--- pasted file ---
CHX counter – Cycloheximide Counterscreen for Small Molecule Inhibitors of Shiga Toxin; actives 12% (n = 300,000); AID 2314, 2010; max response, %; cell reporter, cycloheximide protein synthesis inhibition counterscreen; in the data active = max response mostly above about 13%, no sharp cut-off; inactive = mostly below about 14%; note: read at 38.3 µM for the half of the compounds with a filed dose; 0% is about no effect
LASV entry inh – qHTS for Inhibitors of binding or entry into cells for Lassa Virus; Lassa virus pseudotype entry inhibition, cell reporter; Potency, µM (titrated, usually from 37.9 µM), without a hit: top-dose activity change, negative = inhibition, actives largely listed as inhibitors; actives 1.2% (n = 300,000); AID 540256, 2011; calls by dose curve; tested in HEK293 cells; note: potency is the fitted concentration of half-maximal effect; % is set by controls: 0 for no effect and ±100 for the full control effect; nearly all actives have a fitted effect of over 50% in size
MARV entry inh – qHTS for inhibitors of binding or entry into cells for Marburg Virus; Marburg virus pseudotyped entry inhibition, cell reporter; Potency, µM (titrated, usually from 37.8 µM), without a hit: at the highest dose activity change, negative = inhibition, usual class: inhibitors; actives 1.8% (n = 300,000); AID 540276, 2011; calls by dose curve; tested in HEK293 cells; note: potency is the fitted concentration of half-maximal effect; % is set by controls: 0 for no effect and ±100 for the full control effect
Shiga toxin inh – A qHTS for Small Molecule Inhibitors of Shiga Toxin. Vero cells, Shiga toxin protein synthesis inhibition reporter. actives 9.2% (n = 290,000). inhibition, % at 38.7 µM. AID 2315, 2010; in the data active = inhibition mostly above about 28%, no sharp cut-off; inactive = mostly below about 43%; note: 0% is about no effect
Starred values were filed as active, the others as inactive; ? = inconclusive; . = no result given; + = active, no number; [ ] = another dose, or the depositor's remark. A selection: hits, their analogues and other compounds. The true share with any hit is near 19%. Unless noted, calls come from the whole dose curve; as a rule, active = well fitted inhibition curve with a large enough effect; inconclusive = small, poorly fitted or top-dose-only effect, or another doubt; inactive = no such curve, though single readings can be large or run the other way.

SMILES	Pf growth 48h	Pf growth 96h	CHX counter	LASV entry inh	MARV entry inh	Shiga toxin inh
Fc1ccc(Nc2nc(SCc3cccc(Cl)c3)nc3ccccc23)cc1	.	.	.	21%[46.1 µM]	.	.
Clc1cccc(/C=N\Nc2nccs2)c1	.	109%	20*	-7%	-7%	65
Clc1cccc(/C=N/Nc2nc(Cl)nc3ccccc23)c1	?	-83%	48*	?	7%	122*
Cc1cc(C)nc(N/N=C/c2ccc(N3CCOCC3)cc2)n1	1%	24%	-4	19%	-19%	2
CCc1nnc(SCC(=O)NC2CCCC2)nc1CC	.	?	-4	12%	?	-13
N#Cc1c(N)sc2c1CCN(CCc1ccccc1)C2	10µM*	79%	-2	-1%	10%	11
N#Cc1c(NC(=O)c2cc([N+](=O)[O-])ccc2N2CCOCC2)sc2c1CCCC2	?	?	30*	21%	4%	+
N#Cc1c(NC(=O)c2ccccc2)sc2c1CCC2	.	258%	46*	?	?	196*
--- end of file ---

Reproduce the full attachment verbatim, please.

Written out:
CHX counter – Cycloheximide Counterscreen for Small Molecule Inhibitors of Shiga Toxin; actives 12% (n = 300,000); AID 2314, 2010; max response, %; cell reporter, cycloheximide protein synthesis inhibition counterscreen; in the data active = max response mostly above about 13%, no sharp cut-off; inactive = mostly below about 14%; note: read at 38.3 µM for the half of the compounds with a filed dose; 0% is about no effect
LASV entry inh – qHTS for Inhibitors of binding or entry into cells for Lassa Virus; Lassa virus pseudotype entry inhibition, cell reporter; Potency, µM (titrated, usually from 37.9 µM), without a hit: top-dose activity change, negative = inhibition, actives largely listed as inhibitors; actives 1.2% (n = 300,000); AID 540256, 2011; calls by dose curve; tested in HEK293 cells; note: potency is the fitted concentration of half-maximal effect; % is set by controls: 0 for no effect and ±100 for the full control effect; nearly all actives have a fitted effect of over 50% in size
MARV entry inh – qHTS for inhibitors of binding or entry into cells for Marburg Virus; Marburg virus pseudotyped entry inhibition, cell reporter; Potency, µM (titrated, usually from 37.8 µM), without a hit: at the highest dose activity change, negative = inhibition, usual class: inhibitors; actives 1.8% (n = 300,000); AID 540276, 2011; calls by dose curve; tested in HEK293 cells; note: potency is the fitted concentration of half-maximal effect; % is set by controls: 0 for no effect and ±100 for the full control effect
Shiga toxin inh – A qHTS for Small Molecule Inhibitors of Shiga Toxin. Vero cells, Shiga toxin protein synthesis inhibition reporter. actives 9.2% (n = 290,000). inhibition, % at 38.7 µM. AID 2315, 2010; in the data active = inhibition mostly above about 28%, no sharp cut-off; inactive = mostly below about 43%; note: 0% is about no effect
Starred values were filed as active, the others as inactive; ? = inconclusive; . = no result given; + = active, no number; [ ] = another dose, or the depositor's remark. A selection: hits, their analogues and other compounds. The true share with any hit is near 19%. Unless noted, calls come from the whole dose curve; as a rule, active = well fitted inhibition curve with a large enough effect; inconclusive = small, poorly fitted or top-dose-only effect, or another doubt; inactive = no such curve, though single readings can be large or run the other way.

SMILES	Pf growth 48h	Pf growth 96h	CHX counter	LASV entry inh	MARV entry inh	Shiga toxin inh
Fc1ccc(Nc2nc(SCc3cccc(Cl)c3)nc3ccccc23)cc1	.	.	.	21%[46.1 µM]	.	.
Clc1cccc(/C=N\Nc2nccs2)c1	.	109%	20*	-7%	-7%	65
Clc1cccc(/C=N/Nc2nc(Cl)nc3ccccc23)c1	?	-83%	48*	?	7%	122*
Cc1cc(C)nc(N/N=C/c2ccc(N3CCOCC3)cc2)n1	1%	24%	-4	19%	-19%	2
CCc1nnc(SCC(=O)NC2CCCC2)nc1CC	.	?	-4	12%	?	-13
N#Cc1c(N)sc2c1CCN(CCc1ccccc1)C2	10µM*	79%	-2	-1%	10%	11
N#Cc1c(NC(=O)c2cc([N+](=O)[O-])ccc2N2CCOCC2)sc2c1CCCC2	?	?	30*	21%	4%	+
N#Cc1c(NC(=O)c2ccccc2)sc2c1CCC2	.	258%	46*	?	?	196*